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ORIGINAL ARTICLE
Year : 2012  |  Volume : 26  |  Issue : 3  |  Page : 156-158

Nasal index and age estimation from nasal dimensions of Manipuri fetuses


Department of Anatomy, Regional Institute of Medical Sciences, Imphal, Manipur, India

Date of Web Publication10-Jun-2013

Correspondence Address:
Chongtham Rajlakshmi
Department of Anatomy, Regional Institute of Medical Sciences, Imphal, Manipur
India
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Source of Support: None, Conflict of Interest: None


DOI: 10.4103/0972-4958 .113225

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  Abstract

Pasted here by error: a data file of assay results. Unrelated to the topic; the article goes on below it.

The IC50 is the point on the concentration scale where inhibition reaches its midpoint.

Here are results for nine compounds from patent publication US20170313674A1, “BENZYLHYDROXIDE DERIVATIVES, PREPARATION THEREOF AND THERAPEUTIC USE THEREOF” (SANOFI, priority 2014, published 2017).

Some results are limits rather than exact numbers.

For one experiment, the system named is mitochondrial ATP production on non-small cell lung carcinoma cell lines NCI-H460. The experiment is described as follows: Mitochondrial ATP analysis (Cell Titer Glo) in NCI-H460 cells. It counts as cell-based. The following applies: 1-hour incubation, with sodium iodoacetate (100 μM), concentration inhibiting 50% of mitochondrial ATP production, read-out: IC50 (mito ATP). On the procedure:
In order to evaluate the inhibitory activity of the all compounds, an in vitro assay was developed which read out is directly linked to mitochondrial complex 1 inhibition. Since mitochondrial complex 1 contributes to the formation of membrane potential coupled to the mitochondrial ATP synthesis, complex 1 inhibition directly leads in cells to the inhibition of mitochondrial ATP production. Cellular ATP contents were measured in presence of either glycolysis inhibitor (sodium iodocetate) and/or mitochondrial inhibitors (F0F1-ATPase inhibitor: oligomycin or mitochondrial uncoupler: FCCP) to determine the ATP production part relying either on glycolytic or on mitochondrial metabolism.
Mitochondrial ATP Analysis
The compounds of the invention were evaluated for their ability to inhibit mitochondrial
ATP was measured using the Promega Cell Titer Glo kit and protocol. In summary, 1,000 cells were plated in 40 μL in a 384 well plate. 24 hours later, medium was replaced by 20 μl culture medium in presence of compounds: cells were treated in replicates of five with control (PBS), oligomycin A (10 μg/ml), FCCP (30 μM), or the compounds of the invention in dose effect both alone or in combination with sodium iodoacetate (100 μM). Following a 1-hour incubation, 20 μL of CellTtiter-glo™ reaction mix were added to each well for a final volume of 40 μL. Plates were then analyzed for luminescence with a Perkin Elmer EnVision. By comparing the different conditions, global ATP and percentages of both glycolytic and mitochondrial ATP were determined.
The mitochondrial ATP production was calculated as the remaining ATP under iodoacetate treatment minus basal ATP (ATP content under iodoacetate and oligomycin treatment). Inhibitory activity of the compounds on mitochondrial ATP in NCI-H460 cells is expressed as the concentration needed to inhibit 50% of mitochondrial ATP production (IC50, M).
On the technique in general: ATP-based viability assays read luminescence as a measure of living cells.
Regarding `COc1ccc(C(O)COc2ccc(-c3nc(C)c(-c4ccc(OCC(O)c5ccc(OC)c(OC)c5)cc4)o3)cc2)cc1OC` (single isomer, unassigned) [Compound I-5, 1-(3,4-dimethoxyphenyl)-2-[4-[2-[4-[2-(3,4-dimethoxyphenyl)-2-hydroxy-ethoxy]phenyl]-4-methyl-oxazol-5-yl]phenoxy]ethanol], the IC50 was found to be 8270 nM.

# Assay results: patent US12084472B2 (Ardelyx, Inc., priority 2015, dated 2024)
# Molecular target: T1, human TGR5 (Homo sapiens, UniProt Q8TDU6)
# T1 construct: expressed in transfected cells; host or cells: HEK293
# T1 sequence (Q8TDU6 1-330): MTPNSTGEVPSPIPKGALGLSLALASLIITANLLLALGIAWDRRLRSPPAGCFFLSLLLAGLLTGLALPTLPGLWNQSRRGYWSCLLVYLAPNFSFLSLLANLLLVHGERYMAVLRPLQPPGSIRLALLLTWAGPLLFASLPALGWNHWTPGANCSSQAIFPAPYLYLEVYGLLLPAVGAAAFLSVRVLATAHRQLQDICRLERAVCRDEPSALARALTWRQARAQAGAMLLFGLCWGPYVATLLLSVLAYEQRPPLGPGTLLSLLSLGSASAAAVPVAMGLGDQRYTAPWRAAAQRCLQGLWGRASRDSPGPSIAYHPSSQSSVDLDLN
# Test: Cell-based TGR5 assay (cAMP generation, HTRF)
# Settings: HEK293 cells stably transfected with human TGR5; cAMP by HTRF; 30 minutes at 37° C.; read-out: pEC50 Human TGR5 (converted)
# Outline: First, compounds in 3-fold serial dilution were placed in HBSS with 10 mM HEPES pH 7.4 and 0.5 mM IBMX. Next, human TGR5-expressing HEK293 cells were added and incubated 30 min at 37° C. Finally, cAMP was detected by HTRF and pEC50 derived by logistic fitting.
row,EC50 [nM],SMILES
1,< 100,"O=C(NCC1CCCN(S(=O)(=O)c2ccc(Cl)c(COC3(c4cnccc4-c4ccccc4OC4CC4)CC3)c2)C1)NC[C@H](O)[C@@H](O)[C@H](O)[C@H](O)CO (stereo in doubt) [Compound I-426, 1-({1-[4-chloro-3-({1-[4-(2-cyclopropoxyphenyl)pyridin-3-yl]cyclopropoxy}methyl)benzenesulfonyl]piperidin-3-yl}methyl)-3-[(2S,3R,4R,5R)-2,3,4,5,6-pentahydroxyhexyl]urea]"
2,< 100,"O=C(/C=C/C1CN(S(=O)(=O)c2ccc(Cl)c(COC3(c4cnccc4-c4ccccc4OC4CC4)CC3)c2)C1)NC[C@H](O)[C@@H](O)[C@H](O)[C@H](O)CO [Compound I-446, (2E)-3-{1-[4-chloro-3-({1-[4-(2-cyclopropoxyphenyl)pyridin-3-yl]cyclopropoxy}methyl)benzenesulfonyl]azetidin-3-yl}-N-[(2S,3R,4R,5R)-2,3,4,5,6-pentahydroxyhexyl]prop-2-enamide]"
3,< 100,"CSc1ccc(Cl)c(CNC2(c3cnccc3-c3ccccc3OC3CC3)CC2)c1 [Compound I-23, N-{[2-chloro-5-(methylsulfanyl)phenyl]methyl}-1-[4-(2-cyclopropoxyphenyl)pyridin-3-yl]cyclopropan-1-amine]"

Aim: To determine the nasal indices of fetuses of Manipuri population in order to classify the nose type and to derive at a regression equation for determining gestational age from nasal dimensions. Materials and Methods: Sixty four Manipuri fetuses, between 12 weeks and 40 weeks of gestation were used. Nasal height and width were measured using vernier caliper. The data obtained were subjected to statistical analysis using descriptive statistics, Pearson correlation 'r', and linear regression model were used. Results: A statistically significant correlation between gestational age and nasal height (r = 0.89, P < 0.01) as well as nasal breadth (r = 0.85, P < 0.05) were observed. The nasal index of a Manipuri fetus at full-term was platyrrhine/chamaerhine. Conclusion: The nose of fetuses of Manipuri population at birth is platyrrhine which is round and wide. Its relevance may be found in forensic and clinical practice.